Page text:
Sunday, January 25, 2009

Has money become irrelevant?

There is an important difference between deficit spending to bail out the financial industry, which adds no value to the economy — and is in fact parasitical upon it — and deficit spending to support badly needed infrastructure projects, which is an investment in the future. However, we are at a point well beyond anything encountered in the past that could serve as a useful precedent. Thanks to the Iraq and Afghanistan wars, plus huge tax cuts for the wealthy, plus general mismanagement of the economy by the Bush administration, we were already running a huge deficit prior to the current meltdown. Now, with plans in place to extend the deficit into the trillions, and no end in sight, there is a very real danger of reaching a point of no return that would precipitate a tsunami of runaway inflation such as the world has never seen.

Even under present conditions it is beginning to look very much like the whole concept of a money-driven economy no longer makes much sense. When a single individual such as Bernie Madoff can burn 50 billion dollars into thin air, all that money begins to look more and more unreal — and irrelevant. Is this a monumental disaster or a moment of truth? Is money in fact real, which would make this a true calamity -— or unreal, which would make both the money — and the calamity — some sort of grand illusion. In other words, are we facing disaster simply because we feel impelled to perpetuate a fundamentally primitive faith?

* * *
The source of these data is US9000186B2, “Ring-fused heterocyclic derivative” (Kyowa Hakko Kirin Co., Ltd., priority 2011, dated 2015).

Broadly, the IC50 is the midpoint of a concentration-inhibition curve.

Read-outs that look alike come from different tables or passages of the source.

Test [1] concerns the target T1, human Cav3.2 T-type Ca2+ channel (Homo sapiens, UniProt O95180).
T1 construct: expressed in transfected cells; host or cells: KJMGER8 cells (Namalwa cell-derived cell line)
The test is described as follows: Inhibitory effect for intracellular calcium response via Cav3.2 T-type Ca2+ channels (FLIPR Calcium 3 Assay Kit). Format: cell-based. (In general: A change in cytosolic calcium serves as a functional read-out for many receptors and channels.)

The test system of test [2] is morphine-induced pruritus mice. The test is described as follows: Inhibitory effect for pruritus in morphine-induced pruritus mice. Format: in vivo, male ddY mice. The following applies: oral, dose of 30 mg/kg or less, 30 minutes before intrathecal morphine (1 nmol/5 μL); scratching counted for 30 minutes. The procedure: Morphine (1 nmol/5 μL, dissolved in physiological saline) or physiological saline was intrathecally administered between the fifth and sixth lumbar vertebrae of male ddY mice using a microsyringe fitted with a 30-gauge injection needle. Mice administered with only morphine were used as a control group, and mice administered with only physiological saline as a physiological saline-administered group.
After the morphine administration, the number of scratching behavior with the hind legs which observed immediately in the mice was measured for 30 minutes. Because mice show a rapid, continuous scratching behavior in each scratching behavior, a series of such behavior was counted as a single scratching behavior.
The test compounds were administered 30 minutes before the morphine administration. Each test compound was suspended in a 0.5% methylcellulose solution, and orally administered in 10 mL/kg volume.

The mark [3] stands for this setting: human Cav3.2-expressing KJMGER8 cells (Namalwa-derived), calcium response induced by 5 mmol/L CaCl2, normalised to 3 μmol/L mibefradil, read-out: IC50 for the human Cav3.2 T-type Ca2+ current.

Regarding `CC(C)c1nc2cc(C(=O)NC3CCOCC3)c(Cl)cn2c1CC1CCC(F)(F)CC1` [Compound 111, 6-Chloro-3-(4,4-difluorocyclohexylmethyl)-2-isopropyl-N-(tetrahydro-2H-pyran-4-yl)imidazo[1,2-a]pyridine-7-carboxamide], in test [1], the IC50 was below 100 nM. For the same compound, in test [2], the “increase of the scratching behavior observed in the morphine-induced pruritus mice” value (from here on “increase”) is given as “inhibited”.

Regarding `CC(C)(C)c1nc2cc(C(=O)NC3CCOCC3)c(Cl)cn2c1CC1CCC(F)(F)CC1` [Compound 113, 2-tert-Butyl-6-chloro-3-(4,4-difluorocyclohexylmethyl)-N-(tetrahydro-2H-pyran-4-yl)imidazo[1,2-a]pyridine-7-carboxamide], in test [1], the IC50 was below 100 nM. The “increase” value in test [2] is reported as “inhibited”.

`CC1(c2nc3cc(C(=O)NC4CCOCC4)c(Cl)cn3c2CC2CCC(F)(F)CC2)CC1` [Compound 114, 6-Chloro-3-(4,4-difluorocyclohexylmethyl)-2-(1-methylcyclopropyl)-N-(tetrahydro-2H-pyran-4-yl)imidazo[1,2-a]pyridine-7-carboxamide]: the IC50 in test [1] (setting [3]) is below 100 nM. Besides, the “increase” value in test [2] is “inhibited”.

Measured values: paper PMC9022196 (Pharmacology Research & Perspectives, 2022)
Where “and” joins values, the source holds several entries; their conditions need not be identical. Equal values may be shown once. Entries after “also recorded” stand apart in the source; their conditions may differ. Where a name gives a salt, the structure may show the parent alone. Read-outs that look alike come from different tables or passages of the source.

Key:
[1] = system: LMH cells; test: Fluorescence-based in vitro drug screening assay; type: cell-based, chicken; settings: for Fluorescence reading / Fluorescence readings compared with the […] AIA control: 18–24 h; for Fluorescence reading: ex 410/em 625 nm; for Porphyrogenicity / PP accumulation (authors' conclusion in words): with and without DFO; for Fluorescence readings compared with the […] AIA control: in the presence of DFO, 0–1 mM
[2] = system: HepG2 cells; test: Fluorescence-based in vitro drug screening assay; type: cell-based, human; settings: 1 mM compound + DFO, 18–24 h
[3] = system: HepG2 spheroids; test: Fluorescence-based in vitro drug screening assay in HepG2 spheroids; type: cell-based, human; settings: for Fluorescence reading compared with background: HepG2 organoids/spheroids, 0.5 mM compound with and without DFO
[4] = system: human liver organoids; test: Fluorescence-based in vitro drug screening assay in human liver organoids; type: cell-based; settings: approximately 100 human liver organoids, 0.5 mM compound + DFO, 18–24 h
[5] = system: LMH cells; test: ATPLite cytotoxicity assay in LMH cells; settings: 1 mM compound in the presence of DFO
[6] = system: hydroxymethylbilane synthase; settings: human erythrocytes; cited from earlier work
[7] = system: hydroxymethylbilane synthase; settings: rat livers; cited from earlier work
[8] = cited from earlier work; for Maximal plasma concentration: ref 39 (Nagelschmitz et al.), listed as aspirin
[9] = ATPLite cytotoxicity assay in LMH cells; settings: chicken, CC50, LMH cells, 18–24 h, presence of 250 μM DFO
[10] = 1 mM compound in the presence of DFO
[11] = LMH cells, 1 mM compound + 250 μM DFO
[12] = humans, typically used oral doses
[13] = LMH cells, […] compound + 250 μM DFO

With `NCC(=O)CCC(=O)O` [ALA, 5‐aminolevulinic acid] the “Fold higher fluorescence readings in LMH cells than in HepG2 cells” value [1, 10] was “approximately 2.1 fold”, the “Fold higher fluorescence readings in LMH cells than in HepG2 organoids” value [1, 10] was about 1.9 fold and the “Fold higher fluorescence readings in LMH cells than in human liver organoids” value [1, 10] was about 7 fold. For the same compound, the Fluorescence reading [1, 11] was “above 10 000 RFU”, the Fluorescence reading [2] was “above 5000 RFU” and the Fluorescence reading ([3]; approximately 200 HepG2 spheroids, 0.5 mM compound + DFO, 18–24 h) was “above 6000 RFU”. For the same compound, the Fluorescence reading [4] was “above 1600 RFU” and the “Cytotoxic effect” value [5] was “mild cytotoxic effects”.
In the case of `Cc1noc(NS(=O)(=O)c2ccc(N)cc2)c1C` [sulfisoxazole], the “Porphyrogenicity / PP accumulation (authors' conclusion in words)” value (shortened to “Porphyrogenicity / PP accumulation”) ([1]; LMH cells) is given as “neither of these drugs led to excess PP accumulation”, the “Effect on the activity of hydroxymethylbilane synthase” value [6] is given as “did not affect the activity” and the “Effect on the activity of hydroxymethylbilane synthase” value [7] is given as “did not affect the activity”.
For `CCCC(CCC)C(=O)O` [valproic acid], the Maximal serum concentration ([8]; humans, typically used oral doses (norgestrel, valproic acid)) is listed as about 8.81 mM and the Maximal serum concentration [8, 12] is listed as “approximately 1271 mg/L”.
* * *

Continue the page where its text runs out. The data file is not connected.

When I see phrases such as “we have to get banks lending to one another again,” or “we have to get consumers buying again,” the utter folly of the situation becomes all too clear. What other recourse will there ever be than simply re-inflating the same old credit balloon that led us to the present impasse? Isn’t it clear that what is needed is a complete restructuring of the economy under radically different lines?

The following proverb keeps running through my head these days: “When money becomes God, we will discover that, like God, we can do without it.” I’m not sure exactly what that means, but there does seem to be some truth in it.

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